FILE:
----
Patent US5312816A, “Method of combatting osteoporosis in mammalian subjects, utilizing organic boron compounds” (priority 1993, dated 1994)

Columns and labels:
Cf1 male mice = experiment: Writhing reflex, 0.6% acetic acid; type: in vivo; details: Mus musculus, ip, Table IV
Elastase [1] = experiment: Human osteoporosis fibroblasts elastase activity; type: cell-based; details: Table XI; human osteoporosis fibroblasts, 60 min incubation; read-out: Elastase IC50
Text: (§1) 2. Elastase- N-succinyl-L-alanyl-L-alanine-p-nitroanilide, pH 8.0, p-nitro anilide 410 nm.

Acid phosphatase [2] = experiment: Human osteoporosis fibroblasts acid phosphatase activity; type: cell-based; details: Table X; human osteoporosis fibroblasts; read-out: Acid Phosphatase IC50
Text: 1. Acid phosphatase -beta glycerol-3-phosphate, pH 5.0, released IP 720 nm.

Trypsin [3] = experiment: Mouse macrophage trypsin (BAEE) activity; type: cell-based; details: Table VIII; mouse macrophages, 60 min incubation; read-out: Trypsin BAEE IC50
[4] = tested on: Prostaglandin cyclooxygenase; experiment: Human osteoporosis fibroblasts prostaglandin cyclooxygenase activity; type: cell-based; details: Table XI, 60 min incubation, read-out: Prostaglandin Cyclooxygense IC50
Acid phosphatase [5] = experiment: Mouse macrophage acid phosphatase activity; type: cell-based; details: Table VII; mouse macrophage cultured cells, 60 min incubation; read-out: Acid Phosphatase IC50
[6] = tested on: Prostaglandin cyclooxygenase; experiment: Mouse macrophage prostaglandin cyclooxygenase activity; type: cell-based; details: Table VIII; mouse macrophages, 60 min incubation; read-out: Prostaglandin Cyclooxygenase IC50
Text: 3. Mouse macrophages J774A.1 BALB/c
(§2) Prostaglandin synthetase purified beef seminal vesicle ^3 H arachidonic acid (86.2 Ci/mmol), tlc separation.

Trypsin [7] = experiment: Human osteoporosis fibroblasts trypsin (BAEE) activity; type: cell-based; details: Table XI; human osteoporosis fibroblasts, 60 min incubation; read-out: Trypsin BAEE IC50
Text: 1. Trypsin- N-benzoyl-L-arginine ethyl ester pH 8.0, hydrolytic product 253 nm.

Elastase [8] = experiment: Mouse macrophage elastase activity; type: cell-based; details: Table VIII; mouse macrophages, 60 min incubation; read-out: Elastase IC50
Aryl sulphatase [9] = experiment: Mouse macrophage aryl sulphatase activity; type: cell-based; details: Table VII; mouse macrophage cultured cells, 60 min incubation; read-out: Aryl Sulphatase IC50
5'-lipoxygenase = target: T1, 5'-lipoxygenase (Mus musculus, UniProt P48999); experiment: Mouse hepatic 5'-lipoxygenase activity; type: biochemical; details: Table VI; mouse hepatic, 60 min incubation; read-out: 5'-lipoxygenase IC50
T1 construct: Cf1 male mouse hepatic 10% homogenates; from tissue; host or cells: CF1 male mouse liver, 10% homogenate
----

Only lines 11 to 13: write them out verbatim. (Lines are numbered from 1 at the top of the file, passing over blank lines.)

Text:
[6] = tested on: Prostaglandin cyclooxygenase; experiment: Mouse macrophage prostaglandin cyclooxygenase activity; type: cell-based; details: Table VIII; mouse macrophages, 60 min incubation; read-out: Prostaglandin Cyclooxygenase IC50
Text: 3. Mouse macrophages J774A.1 BALB/c
(§2) Prostaglandin synthetase purified beef seminal vesicle ^3 H arachidonic acid (86.2 Ci/mmol), tlc separation.